December 16, 2007

IF ONLY YOU COULD GET THERE BY TRAIN:

Glacial awareness: Trekking across Iceland’s frozen landscape warms the heart of Philip Stone (Sunday Herald, 12/16/07)

WE BEGIN our trek early in the morning, eight of us, still a little sleepy and anxious about whether our muscles will endure four arduous days. After spending the night at a guesthouse in the Skaftafell National Park, we are taken by truck and dropped further up the coast, on a fine black-sand beach peppered with melting icebergs.

As soon as we start walking, a fierce wind blows up off the Atlantic and blasts cold air in our faces, forcing us into single file, each trying to find shelter behind the other as we progress slowly. We can barely see as the mist closes in on us, so we just watch our feet, tramping over the spongy green moss that covers the uneven ground. The mist is actually a rainsquall which then hits us head on, and the group stops briefly as we rush to pull on our waterproof layers.

Less than a mile into the trek we are all quietly wondering whether the whole idea of a walking trip in Iceland was really such a good idea. "I'd rather be in Largs," I hear someone mutter.
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And then a little miracle happens. The rain eases and the mist lifts away. There is no sudden ray of sunshine, just a soft, golden hue that gently warms. It gradually occurs to me that I can now lift my head and I notice my companions are doing the same, staring in awed silence at the landscape.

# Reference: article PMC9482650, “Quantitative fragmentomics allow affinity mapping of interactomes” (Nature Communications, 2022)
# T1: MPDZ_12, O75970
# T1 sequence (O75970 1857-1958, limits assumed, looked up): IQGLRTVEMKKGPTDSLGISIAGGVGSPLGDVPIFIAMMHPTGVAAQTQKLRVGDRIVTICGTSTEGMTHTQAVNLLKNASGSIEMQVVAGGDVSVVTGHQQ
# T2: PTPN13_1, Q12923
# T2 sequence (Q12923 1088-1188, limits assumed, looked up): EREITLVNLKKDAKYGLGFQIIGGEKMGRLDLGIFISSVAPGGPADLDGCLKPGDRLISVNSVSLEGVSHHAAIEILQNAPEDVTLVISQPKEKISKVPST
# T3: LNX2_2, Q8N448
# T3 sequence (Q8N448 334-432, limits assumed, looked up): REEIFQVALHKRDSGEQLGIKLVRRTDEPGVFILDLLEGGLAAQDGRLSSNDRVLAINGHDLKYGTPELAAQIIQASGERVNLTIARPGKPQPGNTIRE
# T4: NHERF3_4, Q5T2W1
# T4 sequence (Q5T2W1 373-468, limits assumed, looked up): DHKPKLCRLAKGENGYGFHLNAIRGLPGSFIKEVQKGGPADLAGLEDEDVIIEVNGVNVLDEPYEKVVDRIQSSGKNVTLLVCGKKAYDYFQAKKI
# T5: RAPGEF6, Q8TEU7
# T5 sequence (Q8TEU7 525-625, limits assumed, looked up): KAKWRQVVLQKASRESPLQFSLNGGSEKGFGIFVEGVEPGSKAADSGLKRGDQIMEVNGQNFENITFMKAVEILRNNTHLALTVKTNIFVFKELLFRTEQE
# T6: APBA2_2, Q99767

Down the slope and to the right is a broad, shimmering lake filled with a marvellous array of icebergs. Those that have been facing the light are matte white, while others are a soft, translucent blue. Eventually I realise that the opposite bank of the lake is not land at all, but the face of a great glacier, stretching up many hundreds of metres towards two towering volcanic peaks. The water is the giant puddle left behind as the ice retreats.

A shout breaks the stunned silence as someone points out the shape of a frolicking seal. Then another, and another: a whole family lounging on the ice like holidaymakers on the beach, staring at us with curiosity. Framing this whole scene is the perfect, sweeping arc of a full rainbow, both ends touching the water.

Posted by Orrin Judd at December 16, 2007 6:24 PM
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